Husband called 999 to 'report' post office murder
A husband accused of murdering his postmistress wife dialled 999 to report she had been attacked leaving "blood on the pillow", a court has heard.
Robin Garbutt, 45, denies killing his wife, Diana Garbutt, 40, in March 2010, who was found dead with head wounds.
Mrs Garbutt was found in bed above Melsonby Post Office which the couple had run together since 2003.
Teesside Crown Court heard Mr Garbutt discovered his wife had been attacked during a robbery at the post office.
The court heard Mr Garbutt dialled 999 to report an armed man had entered the shop, told him to switch off the lights, lock up, and to fill a holdall with cash.
He said once the robber had left he went upstairs and found his wife had been attacked.
Paramedics called to the post office said they found Mrs Garbutt with blood pooling in tissue where her heart had stopped.
They said she had died about 35 minutes after being hit three times in the head with a "rod-like" weapon.
Expert analysis presented to the court revealed the couple had eaten fish and chips at about 2000 GMT on the night of the attack, but death stopped Mrs Garbutt's digestion between six and eight hours later.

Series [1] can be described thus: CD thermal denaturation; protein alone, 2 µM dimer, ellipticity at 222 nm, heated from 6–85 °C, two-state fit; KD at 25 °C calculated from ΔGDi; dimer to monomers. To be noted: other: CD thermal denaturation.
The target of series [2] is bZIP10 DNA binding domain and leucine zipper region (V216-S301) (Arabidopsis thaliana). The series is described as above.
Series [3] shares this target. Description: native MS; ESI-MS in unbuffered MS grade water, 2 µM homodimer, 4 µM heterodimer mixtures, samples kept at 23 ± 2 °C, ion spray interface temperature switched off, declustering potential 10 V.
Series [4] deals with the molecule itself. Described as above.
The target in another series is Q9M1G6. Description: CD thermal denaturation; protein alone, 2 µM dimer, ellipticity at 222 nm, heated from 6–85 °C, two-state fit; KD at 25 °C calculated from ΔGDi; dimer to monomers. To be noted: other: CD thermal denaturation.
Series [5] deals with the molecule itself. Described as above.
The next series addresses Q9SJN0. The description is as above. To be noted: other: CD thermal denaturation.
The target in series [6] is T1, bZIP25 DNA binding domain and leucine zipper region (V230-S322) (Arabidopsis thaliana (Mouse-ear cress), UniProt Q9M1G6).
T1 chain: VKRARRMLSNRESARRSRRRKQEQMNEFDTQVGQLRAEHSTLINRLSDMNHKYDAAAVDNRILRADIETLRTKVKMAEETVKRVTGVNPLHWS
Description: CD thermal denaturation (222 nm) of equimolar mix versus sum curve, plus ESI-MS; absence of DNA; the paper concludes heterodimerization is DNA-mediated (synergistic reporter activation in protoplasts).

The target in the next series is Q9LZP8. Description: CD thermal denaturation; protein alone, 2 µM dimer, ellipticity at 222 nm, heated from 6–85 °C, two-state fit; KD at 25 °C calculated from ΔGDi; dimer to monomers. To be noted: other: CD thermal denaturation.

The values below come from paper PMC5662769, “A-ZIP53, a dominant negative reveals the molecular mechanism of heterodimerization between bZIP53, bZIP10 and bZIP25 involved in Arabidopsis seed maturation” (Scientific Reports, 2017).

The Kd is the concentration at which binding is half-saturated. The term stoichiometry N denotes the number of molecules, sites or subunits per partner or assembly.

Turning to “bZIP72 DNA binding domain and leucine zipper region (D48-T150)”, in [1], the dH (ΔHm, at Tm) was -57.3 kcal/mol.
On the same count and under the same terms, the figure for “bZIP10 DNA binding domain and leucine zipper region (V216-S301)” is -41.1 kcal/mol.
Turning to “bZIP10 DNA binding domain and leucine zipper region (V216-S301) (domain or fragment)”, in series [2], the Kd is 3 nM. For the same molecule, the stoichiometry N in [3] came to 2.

A murder investigation was not launched until the following morning when the incident was reported to police.
David Hatton QC, prosecuting, said the village would have been busy at about 0830 GMT, when the alleged robbery happened.
He said: "One of the questions you will have to consider, if you accept this evidence, is the likelihood of a robber or robbers being prepared to violently kill a female sleeping in her own bed, at all, but then, having done so, to wait for four to six hours before going downstairs to rob the post office.
"And then, it has to be said, having been prepared to bludgeon the lady to death upstairs and wait for that length of time, to leave the defendant himself unharmed and unrestrained to raise the alarm."
The court heard that Mrs Garbutt had lost interest in the business, and while her husband would get up at 0400 GMT to open up the shop she rarely rose before 0830 GMT.
It was also noted that in 2009 Mr Garbutt reported to police a £10,000 robbery had taken place at the post office, but no-one had seen anything suspicious and no arrests were made.
The trial at Teesside Crown Court is expected to last four weeks.